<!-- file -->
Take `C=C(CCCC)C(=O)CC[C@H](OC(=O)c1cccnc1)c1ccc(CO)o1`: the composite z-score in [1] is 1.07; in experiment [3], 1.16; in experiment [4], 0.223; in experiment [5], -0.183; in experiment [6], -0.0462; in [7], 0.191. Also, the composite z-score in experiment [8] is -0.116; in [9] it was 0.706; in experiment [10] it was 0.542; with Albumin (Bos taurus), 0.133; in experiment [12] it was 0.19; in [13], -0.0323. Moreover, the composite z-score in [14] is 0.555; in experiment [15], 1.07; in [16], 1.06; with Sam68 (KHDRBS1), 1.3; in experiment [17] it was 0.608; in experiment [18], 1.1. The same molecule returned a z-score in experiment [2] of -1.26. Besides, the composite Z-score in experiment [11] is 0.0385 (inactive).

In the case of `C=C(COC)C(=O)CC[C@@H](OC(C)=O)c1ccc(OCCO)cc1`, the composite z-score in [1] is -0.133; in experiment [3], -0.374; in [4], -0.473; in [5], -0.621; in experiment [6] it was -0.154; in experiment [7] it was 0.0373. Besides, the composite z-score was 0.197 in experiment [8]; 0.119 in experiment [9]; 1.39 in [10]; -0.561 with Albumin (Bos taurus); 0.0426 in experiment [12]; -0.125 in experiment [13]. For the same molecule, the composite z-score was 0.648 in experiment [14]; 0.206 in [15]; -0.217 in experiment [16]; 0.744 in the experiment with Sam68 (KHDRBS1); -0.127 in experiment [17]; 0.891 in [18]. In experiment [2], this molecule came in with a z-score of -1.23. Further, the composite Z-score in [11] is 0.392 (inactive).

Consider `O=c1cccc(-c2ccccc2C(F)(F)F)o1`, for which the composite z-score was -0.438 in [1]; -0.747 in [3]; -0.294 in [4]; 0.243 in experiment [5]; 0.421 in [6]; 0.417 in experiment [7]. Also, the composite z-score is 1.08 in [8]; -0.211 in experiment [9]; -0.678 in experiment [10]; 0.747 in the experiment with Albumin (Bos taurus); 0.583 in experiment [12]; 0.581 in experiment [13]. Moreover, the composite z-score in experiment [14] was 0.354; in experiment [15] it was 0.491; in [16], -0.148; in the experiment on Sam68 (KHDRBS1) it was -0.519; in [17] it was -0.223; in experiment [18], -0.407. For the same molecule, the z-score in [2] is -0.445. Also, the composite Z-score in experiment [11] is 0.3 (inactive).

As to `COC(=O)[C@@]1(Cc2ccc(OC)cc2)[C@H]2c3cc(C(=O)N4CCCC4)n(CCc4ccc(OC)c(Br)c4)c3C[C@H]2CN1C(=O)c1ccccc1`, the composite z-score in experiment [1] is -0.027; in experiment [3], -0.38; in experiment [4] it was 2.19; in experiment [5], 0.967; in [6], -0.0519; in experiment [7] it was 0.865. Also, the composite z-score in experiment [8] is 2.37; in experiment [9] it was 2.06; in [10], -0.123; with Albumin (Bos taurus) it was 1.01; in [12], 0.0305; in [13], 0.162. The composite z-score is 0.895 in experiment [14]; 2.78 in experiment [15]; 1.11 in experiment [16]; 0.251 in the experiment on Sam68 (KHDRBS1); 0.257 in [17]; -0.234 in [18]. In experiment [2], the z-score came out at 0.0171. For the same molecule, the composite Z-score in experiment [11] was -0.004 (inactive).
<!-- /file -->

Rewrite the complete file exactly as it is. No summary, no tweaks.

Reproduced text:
Take `C=C(CCCC)C(=O)CC[C@H](OC(=O)c1cccnc1)c1ccc(CO)o1`: the composite z-score in [1] is 1.07; in experiment [3], 1.16; in experiment [4], 0.223; in experiment [5], -0.183; in experiment [6], -0.0462; in [7], 0.191. Also, the composite z-score in experiment [8] is -0.116; in [9] it was 0.706; in experiment [10] it was 0.542; with Albumin (Bos taurus), 0.133; in experiment [12] it was 0.19; in [13], -0.0323. Moreover, the composite z-score in [14] is 0.555; in experiment [15], 1.07; in [16], 1.06; with Sam68 (KHDRBS1), 1.3; in experiment [17] it was 0.608; in experiment [18], 1.1. The same molecule returned a z-score in experiment [2] of -1.26. Besides, the composite Z-score in experiment [11] is 0.0385 (inactive).

In the case of `C=C(COC)C(=O)CC[C@@H](OC(C)=O)c1ccc(OCCO)cc1`, the composite z-score in [1] is -0.133; in experiment [3], -0.374; in [4], -0.473; in [5], -0.621; in experiment [6] it was -0.154; in experiment [7] it was 0.0373. Besides, the composite z-score was 0.197 in experiment [8]; 0.119 in experiment [9]; 1.39 in [10]; -0.561 with Albumin (Bos taurus); 0.0426 in experiment [12]; -0.125 in experiment [13]. For the same molecule, the composite z-score was 0.648 in experiment [14]; 0.206 in [15]; -0.217 in experiment [16]; 0.744 in the experiment with Sam68 (KHDRBS1); -0.127 in experiment [17]; 0.891 in [18]. In experiment [2], this molecule came in with a z-score of -1.23. Further, the composite Z-score in [11] is 0.392 (inactive).

Consider `O=c1cccc(-c2ccccc2C(F)(F)F)o1`, for which the composite z-score was -0.438 in [1]; -0.747 in [3]; -0.294 in [4]; 0.243 in experiment [5]; 0.421 in [6]; 0.417 in experiment [7]. Also, the composite z-score is 1.08 in [8]; -0.211 in experiment [9]; -0.678 in experiment [10]; 0.747 in the experiment with Albumin (Bos taurus); 0.583 in experiment [12]; 0.581 in experiment [13]. Moreover, the composite z-score in experiment [14] was 0.354; in experiment [15] it was 0.491; in [16], -0.148; in the experiment on Sam68 (KHDRBS1) it was -0.519; in [17] it was -0.223; in experiment [18], -0.407. For the same molecule, the z-score in [2] is -0.445. Also, the composite Z-score in experiment [11] is 0.3 (inactive).

As to `COC(=O)[C@@]1(Cc2ccc(OC)cc2)[C@H]2c3cc(C(=O)N4CCCC4)n(CCc4ccc(OC)c(Br)c4)c3C[C@H]2CN1C(=O)c1ccccc1`, the composite z-score in experiment [1] is -0.027; in experiment [3], -0.38; in experiment [4] it was 2.19; in experiment [5], 0.967; in [6], -0.0519; in experiment [7] it was 0.865. Also, the composite z-score in experiment [8] is 2.37; in experiment [9] it was 2.06; in [10], -0.123; with Albumin (Bos taurus) it was 1.01; in [12], 0.0305; in [13], 0.162. The composite z-score is 0.895 in experiment [14]; 2.78 in experiment [15]; 1.11 in experiment [16]; 0.251 in the experiment on Sam68 (KHDRBS1); 0.257 in [17]; -0.234 in [18]. In experiment [2], the z-score came out at 0.0171. For the same molecule, the composite Z-score in experiment [11] was -0.004 (inactive).